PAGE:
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Oil System Flaw Caused 2014 C Series Engine Failure

The uncontained failure of the Pratt & Whitney PW1524G engine that substantially damaged Bombardier’s C Series CS100 prototype in May 2014 was triggered by the failure of a Teflon seal in the oil system, according to a Transport Safety Board of Canada report.

LONDON—The uncontained failure of the Pratt & Whitney PW1524G engine that substantially damaged Bombardier’s C Series CS100 prototype in May 2014 was triggered by the failure of a Teflon seal in the oil system, according to a Transport Safety Board of Canada report.

The failure of the low pressure (LP) turbine, which occurred during engine ground runs, followed heat soaking of the oil feed tube to the No. 4 bearing at the back of the engine. The heat specifically impacted the integrity of the feed tube’s Teflon C-seal after a series of engine “hot shutdowns.” The resulting airframe and engine damage prompted further delays to the C Series program, temporarily grounding the aircraft and preventing its much anticipated debut at the 2014 Farnborough International Airshow.

The damaged seal allowed engine oil to merge with the turbine rotor’s cooling airstream, leading to ignition of the resulting air-oil mixture in the cavity around the base of the first stage of the three-stage LP turbine. “The ensuing combustion heated the low-pressure turbine rotor to the point of failure,” says the report, which adds the resulting disintegration of the rotor “was uncontained, and resulted in major damage to the engine, nacelle and wing.”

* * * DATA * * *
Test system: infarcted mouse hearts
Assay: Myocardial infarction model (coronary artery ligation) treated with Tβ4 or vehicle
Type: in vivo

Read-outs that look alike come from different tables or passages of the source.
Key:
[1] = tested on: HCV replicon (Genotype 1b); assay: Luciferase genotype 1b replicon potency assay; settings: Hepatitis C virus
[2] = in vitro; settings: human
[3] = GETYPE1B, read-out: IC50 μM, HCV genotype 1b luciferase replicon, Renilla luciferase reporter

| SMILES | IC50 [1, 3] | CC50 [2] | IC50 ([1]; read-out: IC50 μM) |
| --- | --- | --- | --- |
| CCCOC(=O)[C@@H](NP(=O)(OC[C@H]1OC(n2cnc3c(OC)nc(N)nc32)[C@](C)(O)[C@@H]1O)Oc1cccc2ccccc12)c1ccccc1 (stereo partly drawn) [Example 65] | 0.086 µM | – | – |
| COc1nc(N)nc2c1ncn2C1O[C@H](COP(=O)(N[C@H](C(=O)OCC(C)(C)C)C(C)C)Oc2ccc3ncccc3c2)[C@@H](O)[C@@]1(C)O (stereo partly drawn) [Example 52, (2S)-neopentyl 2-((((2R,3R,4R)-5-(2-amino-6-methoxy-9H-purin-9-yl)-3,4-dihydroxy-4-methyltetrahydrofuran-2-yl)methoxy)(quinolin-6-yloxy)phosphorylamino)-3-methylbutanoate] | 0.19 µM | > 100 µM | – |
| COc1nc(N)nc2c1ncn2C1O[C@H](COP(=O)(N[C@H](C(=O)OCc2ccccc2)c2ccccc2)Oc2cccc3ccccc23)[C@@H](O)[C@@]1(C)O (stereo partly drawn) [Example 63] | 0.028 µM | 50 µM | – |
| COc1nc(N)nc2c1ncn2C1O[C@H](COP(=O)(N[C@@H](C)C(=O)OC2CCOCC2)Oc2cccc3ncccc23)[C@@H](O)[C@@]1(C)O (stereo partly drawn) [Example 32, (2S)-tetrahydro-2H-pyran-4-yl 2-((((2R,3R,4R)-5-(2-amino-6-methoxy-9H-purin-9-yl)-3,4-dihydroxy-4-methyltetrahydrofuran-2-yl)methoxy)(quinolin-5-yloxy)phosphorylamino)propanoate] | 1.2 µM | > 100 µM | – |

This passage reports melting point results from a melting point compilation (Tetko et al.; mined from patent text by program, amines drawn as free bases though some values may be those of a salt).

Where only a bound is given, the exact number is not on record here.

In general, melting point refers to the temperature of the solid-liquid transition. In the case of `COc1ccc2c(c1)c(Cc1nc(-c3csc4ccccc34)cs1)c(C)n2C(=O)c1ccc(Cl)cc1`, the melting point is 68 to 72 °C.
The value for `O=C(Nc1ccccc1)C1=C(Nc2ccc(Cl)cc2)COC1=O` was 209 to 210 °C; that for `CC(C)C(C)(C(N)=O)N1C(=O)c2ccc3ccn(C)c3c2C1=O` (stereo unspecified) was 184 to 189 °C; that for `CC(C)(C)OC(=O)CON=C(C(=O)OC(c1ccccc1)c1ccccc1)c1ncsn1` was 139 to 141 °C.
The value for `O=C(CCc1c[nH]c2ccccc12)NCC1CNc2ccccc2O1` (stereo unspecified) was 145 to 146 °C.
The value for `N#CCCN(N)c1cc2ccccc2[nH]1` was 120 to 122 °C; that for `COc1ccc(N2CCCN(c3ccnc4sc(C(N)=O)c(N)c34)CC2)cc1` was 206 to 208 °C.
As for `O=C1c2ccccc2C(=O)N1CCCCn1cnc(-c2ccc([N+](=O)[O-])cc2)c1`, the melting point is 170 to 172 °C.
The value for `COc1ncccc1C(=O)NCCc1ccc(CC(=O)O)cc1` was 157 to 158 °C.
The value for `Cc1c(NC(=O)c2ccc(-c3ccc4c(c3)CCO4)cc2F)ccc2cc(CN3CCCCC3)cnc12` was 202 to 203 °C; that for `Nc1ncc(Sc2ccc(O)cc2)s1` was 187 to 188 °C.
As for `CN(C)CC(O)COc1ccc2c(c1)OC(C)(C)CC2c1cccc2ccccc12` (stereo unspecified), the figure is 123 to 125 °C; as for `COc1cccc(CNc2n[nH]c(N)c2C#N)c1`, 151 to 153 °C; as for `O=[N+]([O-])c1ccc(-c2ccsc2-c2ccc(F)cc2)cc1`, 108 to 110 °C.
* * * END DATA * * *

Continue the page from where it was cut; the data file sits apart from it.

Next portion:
[CHARTBEAT:3]

Engine debris damaged the wing’s lower surface, wing-to-fuselage fairing, leading-edge slats and flap fairings, as well as the landing-gear door panels and strut. It also damaged parts of the fuel tank inerting system, which is designed to flood the tank’s ullage space with inert, nitrogen-enriched gas to inhibit combustion. The system “functioned as designed” to prevent a far more serious fuel fire, despite a 38-inch, hot section of the LP turbine rotor disk penetrating the center fuel tank and wedging in the upper wing skin. At the time of the event, the center tank was almost half-full with 12,200 lb. of fuel.

Following the incident, Pratt instituted a series of interim measures to enable flight tests to resume, including a revised cooldown procedure with an increased pre-shutdown cooling period of 20 min. It also added a metallic face seal, in addition to the Teflon C-seal, on the No. 4 bearing oil-feed tube mounting flange, and changed the material of the mounting bolts of the flange to enable higher torque on the bolts. Thermocouples were also added to permit real-time monitoring of the LP turbine cavity temperature, and the oil-seal temperature was operationally limited to 500F. Pratt also instituted postflight daily oil-consumption monitoring and increased daily borescope inspections.

For the production-standard PW1500G, Pratt changed the design of the oil-supply tube and cooling-airflow areas to physically separate the turbine-rotor-cooling airflow from the bearing compartment, to prevent any chance of a repeat occurrence.

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